2009 Obama Admin Doc: Immigration Reform Should Not Include Path to Citizenship

An official document from President Barack Obama’s administration from 2009, obtained by Breitbart News, shows Department of Homeland Security officials acknowledging that any immigration reform plan should not include a path to citizenship or legalization for any illegal immigrants. The document is a report prepared by the Homeland Security Institute, an arm of the Department of Homeland Security (DHS), for the U.S. Citizenship and Immigration Services (USCIS) ombudsman.

“Virtually all immigration experts agree that it would be counterproductive to offer an explicit or implied path to permanent resident status (or citizenship) during any legalization program,” agency officials wrote in the March 27, 2009, report.

“That would simply encourage the fraud and illegal border crossings that other features of the program seek to discourage. In fact, for that reason and from that perspective, it would be best if the legislation did not even address future permanent resident status or citizenship.”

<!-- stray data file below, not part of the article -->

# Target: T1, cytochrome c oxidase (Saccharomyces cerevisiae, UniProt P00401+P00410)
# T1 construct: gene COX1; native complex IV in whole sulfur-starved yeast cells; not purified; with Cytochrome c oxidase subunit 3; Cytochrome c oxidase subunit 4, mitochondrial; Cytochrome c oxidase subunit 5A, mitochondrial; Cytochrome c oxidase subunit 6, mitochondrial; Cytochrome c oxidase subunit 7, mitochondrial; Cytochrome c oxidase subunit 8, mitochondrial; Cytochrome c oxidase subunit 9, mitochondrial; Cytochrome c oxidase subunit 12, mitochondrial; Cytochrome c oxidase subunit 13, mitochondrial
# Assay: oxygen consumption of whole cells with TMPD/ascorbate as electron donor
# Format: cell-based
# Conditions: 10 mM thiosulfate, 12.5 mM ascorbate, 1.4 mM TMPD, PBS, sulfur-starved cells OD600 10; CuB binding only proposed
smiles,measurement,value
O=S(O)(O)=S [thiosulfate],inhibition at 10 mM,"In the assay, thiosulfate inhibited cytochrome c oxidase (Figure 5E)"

The Obama administration has shifted its position and now supports citizenship for illegal immigrants. Several establishment Republicans have joined the Obama administration in shifting their position too.

Opponents of the current Senate immigration reform bill, such as Sen. Ted Cruz (R-TX), cite similar reasoning to DHS's own in 2009.

“I think all of us would like to see a bill that fixes the broken immigration system,” Cruz said during a recent Senate Judiciary Committee hearing on the legislation. “I would suggest, in my view, the strategy to pass a bill is to focus where there is wide bipartisan support. That’s how we likely get a bill passed.

“I think, if instead, the bill includes elements that are deeply divisive, and I don’t think there is any issue with this entire thing but there is more to this than a ‘path to citizenship’ for those who are here today,” Cruz said. 

“In my view, any bill that insists upon that, jeopardizes the likelihood of passing any immigration bill. So it is my hope that passing a bipartisan bill that addresses areas of common agreement; securing the border, improving legal immigration including agricultural workers to make sure we have workers who are here legally. I hope that that reform legislation will not be held hostage to an issue that is deeply, deeply divisive, namely a pathway to citizenship.”


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